Wednesday, 23rd August 2000
A second half Darren Eadie goal was enough to earn all three points for the visitors.
It was always going to be a strange night once it was announced that Rio Ferdinand would be playing at right wing back, following Trevor Sinclair's failure to recover from a slight groin strain. Frank Lampard was also missing from the side that lost to Chelsea at the weekend.
Despite the strange formation the Hammers took the game to the visitors, and had several chances to take advantage. The attacking trio of Kanoute, Suker and Di Canio were running the Leicester defence ragged - but unable to find the killer touch necessary.
This was the story of the first half - the Hammers dominated possession, but couldn't find the breakthrough. The Foxes were offering very little in return, and were content to mop up the Hammers pressure.
The moment that changed the game arrived on 44 minutes. Igor Stimac, already booked for a minor foul bodychecked Robbie Savage, and referee Styles decreed that the challenge warranted a yellow card - which was the end for Stimac. The fact that neither booking was really warranted is by the by, but undoubtedly Harry Redknapp will have something to say about it.
Savage certainly made the most of it, and celebrated Stimac's dismissal by raising his fists to the Leicester supporters crammed into the centenary stand. Quite what the FA will make of it all remains to be seen; whatever, Savage's behaviour throughout the game was appalling, and he was booed relentlessly by the Upton Park faithful for the duration of the game.
With the advent of half time Harry Redknapp decided to swap Davor Suker for Gary Charles, and the Hammers reverted to a 5-3-1 formation.
The killer goal arrived just 8 minutes later. A seemingly harmless cross was fluffed by Shaka Hislop, and Darren Eadie had the simplest of tasks to knock the ball into the net from just a few yards.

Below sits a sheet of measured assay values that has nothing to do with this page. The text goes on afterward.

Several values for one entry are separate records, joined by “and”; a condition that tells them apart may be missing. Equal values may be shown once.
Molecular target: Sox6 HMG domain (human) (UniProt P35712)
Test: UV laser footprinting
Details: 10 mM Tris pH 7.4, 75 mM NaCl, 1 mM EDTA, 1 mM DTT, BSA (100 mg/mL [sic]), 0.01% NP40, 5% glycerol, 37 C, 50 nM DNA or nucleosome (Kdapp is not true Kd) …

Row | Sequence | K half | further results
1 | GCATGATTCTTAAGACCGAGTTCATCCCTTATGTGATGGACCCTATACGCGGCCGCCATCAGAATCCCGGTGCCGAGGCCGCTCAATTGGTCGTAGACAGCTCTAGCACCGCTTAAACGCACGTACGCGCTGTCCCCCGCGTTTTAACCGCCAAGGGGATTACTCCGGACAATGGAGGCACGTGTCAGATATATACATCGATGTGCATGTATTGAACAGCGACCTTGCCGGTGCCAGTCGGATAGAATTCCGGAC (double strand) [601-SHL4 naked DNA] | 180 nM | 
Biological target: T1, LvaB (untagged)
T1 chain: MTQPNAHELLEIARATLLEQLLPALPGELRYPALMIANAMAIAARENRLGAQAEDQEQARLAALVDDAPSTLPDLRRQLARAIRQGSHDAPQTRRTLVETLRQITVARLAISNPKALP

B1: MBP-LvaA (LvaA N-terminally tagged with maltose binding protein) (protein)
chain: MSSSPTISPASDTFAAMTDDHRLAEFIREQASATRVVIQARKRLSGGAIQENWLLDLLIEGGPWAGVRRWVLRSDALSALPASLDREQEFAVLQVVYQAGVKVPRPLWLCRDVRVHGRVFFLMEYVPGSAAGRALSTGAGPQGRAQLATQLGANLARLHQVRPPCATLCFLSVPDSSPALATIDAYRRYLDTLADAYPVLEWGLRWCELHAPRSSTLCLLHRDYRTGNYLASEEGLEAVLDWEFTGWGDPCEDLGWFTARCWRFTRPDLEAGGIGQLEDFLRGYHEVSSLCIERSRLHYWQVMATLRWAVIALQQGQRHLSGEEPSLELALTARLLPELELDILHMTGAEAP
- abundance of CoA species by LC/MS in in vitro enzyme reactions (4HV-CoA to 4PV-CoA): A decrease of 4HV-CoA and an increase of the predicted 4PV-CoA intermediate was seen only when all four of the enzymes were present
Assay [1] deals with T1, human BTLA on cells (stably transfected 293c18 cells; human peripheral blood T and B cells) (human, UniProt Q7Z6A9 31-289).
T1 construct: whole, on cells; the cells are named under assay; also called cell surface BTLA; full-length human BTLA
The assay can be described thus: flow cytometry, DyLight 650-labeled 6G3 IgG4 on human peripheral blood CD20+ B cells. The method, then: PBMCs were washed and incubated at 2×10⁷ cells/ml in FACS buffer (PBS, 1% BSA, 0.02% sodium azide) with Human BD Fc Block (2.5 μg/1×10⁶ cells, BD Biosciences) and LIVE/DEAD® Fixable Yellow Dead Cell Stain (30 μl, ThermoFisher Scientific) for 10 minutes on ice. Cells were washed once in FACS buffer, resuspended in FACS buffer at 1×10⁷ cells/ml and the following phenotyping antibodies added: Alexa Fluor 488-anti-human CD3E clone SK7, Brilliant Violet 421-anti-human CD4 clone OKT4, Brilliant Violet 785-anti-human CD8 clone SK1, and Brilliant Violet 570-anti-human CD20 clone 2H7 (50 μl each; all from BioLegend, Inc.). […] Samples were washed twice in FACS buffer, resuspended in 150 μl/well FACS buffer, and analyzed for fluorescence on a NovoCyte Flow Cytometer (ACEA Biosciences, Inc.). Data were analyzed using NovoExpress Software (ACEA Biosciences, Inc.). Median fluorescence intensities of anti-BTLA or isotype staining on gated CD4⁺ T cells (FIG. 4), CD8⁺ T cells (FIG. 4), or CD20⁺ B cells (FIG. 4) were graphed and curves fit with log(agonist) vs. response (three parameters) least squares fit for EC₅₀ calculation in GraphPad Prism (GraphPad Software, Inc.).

Up against it the Hammers were forced into a further substitution when Freddy Kanoute left the pitch with what looked like a groin strain. Worrying stuff for the Hammers. Paul Kitson was his replacement, but his entry on to the field was probably the most notable contribution he made all night.
With the Hammers still chasing the game Javier Margas was hauled off to be replaced by Joey Cole with just under 30 minutes remaining. Cole tried to weave his magic but apart from one or two notable runs couldn't break down the steadfast Leicester rearguard, who stubbornly refused to give way.
Veteran Stuart Pearce came closest to scoring for the Hammers when his scorching 20 yard free-kick smashed against the bar. Unfortunately for the Hammers it was the wrong side of the bar, and the ball flew up into the Bobby Moore stand, instead of into Tim Flowers' net.
The Foxes were quite happy to sit on their lead and lap up the West Ham advances after their goal. They managed only one shot in the final 30 minutes - not pretty at all for the 25,000 watching Hammers fans, but certainly effective.
Carrick and Di Canio also earned themselves late bookings to add to the dismissal of Stimac; Di Canio can perhaps count himself lucky not to have been shown the red card as he continued to argue with the officials after receiving a caution. In light of the recent directives from the FA concerning abuse of officials Di Canio will certainly have to curb this kind of behaviour.
So all in all a very unhappy night for West Ham. Bottom of the Premiership for the first time in five years - the only club yet to record a point, and facing the relishing prospect of the visit of Manchester United on Saturday.
And Leicester? Well they were 'over the moon', as they had just broken a 34 year duck at Upton Park. Last time they won here was in 1966 - which if memory serves me correctly was a pretty good year for West Ham ...
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